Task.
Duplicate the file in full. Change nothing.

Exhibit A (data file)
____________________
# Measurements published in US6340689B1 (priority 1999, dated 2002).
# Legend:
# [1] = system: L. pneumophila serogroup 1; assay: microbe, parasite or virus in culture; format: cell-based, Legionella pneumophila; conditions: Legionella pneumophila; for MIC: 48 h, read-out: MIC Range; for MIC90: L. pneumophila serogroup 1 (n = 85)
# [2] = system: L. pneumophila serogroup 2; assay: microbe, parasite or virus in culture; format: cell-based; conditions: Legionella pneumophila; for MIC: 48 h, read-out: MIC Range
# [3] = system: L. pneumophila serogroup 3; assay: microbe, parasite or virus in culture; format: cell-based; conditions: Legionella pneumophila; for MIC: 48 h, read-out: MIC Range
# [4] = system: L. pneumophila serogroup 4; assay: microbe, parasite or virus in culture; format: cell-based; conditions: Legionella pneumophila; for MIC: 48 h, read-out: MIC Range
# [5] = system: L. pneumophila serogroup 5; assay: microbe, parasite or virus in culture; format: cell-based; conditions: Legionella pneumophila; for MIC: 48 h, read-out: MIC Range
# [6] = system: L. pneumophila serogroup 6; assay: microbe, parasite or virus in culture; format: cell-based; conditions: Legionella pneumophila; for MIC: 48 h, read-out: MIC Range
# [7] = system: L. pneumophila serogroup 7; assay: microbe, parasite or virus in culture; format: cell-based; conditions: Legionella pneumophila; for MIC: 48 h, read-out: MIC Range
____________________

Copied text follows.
# Measurements published in US6340689B1 (priority 1999, dated 2002).
# Legend:
# [1] = system: L. pneumophila serogroup 1; assay: microbe, parasite or virus in culture; format: cell-based, Legionella pneumophila; conditions: Legionella pneumophila; for MIC: 48 h, read-out: MIC Range; for MIC90: L. pneumophila serogroup 1 (n = 85)
# [2] = system: L. pneumophila serogroup 2; assay: microbe, parasite or virus in culture; format: cell-based; conditions: Legionella pneumophila; for MIC: 48 h, read-out: MIC Range
# [3] = system: L. pneumophila serogroup 3; assay: microbe, parasite or virus in culture; format: cell-based; conditions: Legionella pneumophila; for MIC: 48 h, read-out: MIC Range
# [4] = system: L. pneumophila serogroup 4; assay: microbe, parasite or virus in culture; format: cell-based; conditions: Legionella pneumophila; for MIC: 48 h, read-out: MIC Range
# [5] = system: L. pneumophila serogroup 5; assay: microbe, parasite or virus in culture; format: cell-based; conditions: Legionella pneumophila; for MIC: 48 h, read-out: MIC Range
# [6] = system: L. pneumophila serogroup 6; assay: microbe, parasite or virus in culture; format: cell-based; conditions: Legionella pneumophila; for MIC: 48 h, read-out: MIC Range
# [7] = system: L. pneumophila serogroup 7; assay: microbe, parasite or virus in culture; format: cell-based; conditions: Legionella pneumophila; for MIC: 48 h, read-out: MIC Range